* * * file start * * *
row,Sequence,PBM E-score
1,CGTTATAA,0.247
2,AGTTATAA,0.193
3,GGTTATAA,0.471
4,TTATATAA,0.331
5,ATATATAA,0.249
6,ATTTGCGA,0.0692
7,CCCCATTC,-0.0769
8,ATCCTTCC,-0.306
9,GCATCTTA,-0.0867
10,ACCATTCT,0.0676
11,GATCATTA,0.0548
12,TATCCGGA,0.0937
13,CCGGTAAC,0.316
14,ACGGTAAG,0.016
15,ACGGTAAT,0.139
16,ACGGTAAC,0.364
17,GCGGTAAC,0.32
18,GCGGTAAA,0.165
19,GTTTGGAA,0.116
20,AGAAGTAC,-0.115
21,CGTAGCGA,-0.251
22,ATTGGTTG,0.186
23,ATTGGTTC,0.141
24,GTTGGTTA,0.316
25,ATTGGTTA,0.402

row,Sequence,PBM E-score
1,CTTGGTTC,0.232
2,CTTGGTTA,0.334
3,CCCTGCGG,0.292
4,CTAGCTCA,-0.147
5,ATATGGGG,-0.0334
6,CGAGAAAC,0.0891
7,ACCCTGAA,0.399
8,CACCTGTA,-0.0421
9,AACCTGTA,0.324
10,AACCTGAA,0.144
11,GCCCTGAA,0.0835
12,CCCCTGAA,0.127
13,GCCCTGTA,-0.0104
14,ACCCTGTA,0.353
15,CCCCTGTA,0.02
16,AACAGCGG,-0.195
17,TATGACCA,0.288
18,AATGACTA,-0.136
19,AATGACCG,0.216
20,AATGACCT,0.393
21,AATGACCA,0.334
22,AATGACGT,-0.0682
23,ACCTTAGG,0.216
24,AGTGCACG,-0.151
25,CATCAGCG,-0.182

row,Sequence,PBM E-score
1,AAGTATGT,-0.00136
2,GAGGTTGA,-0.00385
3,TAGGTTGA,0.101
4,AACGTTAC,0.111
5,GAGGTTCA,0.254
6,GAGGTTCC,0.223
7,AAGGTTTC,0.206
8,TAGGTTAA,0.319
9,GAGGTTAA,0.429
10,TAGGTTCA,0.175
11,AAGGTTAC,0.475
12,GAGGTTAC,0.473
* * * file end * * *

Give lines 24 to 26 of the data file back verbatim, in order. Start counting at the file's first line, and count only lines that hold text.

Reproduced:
23,ATTGGTTC,0.141
24,GTTGGTTA,0.316
25,ATTGGTTA,0.402